By Orville Wrosch (Flight Test; Crew Chief; Flight Eng’)
Transcribed from “BAD News – Journal of the BAD 2 Association” Vol. 3, No. 4, September 1980
© The BAD-2 Association 1980
“One of the procedures performed by Flight Test on P-51s after they had left the tender lovin’ care of the crews in Hangar 5 was to check and possibly readjust the automatic manifold pressure setting of the engine. This test was conducted on a special hardstand in Dispersal area one. (Located to the Northwest of the airfield. The hard-standings can still be seen today and are now amongst Bank Lane, the sports fields and the caravan park) This is the story of a power run that came to grief. Ed.”
In early 1945 I taxied a P-51 from Hgr. 6 to Area 1 for a power run. As I recall it, taxiing a P-51 was a lot like driving your car with the hood (bonnet) up. The only way you could see where you were going was to raise the seat all the way. Adjust the rudder pedals all the way back and sort of stand on the rudder pedals while bracing your back against the seat. From there on it was easy. Just “S-turn” left and right all the way to your destination at a normal accepted speed of 5 to 10 MPH.
Upon arrival at the “rosebud” I swung the ship into the wind and parked it so that the rear of the fuselage was over the tie-down ring, embedded in the concrete, and killed the engine… for the first time. I tied the tail down and then stacked sandbags in front of the main wheels. The purpose of the tie-down and sandbags was to prevent the ship from nosing over at high RPM. (I believe that a gentleman by the name of Rodriguez proved that if this precaution was not observed, you could nose one over). I then removed the cowling to gain access to the manifold press adjustment. As usual, after the power run, I took the cap off the coolant expansion tank to be sure there was no “baby s****” in the coolant. In thinking back I can still hear the snarl of that Merlin; a sound that once heard, is never forgotten.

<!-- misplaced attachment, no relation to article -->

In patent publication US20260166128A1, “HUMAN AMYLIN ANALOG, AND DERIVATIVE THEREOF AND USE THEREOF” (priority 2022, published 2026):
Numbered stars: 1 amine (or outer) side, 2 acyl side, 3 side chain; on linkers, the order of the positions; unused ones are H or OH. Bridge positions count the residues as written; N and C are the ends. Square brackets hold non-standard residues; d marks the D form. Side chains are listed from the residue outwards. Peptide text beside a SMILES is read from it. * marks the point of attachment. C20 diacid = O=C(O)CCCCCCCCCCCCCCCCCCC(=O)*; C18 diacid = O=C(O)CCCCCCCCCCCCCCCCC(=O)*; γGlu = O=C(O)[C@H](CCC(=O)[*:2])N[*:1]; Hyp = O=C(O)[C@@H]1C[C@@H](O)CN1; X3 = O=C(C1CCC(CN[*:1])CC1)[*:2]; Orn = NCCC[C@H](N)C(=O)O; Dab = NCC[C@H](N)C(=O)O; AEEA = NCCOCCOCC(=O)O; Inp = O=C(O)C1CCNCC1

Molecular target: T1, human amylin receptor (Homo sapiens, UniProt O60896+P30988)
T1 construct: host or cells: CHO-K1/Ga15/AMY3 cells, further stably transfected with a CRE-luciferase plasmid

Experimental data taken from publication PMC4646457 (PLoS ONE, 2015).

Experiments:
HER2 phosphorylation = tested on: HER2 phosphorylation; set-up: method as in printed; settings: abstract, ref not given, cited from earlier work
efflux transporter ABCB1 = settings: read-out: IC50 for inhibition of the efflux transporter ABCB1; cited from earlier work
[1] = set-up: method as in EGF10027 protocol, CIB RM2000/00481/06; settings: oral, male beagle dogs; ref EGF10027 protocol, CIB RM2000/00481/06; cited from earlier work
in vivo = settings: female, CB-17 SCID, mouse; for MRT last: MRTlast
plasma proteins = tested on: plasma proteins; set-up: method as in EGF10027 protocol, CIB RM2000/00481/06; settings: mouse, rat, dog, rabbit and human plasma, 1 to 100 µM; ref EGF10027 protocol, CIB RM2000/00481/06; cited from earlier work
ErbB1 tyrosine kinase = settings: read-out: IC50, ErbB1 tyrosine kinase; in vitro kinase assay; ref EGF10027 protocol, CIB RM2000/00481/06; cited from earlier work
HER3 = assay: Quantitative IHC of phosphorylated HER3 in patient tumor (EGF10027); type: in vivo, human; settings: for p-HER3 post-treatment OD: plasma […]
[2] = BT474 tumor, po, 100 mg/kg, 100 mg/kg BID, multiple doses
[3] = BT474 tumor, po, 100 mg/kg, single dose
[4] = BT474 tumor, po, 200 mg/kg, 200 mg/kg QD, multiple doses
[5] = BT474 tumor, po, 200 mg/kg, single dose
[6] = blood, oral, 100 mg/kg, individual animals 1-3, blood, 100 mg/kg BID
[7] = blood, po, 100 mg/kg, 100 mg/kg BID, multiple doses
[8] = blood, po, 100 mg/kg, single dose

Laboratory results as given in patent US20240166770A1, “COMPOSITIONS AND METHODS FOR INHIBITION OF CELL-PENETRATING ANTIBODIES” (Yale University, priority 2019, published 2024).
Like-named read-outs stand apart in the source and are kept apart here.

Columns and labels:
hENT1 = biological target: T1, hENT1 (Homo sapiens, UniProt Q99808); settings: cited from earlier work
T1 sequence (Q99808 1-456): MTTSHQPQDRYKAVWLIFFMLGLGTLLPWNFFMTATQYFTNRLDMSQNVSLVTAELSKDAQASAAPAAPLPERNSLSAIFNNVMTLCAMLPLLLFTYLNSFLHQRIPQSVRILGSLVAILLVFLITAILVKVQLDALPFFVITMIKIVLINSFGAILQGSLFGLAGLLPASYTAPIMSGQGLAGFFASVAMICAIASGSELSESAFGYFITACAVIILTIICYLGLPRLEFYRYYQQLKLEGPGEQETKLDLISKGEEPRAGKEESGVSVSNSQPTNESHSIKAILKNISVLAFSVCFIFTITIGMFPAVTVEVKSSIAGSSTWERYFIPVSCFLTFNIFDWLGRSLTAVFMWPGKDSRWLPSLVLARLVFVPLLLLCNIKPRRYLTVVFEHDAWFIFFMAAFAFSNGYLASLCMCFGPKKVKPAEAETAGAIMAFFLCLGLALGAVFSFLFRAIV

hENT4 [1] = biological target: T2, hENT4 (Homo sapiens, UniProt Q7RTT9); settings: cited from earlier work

After replacing the cowling I started back to the hangar to write the ship up as ready for test hop. Of course, after “driving” those ‘51s around for a few months you thought that you were pretty hot stuff and so I was tooling along the taxi strip at about 25 MPH. As I essed to the right I looked out of the left side of the cockpit and l and behold, there was Paul Schultz, coming the other way in another ’51. I locked the brakes and over she went. The prop dug an 18’’ gash in the concrete and I killed the engine for the second time. But this time I really killed it. The ship was towed to one of the hangars where a bent crankshaft was discovered which necessitated an engine change.
I thought that Ole Sarge Wrosch was about to start drawing $52 a month once more. I did more than my share of sweating for a while but all was forgotten and I retained my rank. But, rest assured that my taxi speed was greatly reduced from that time on.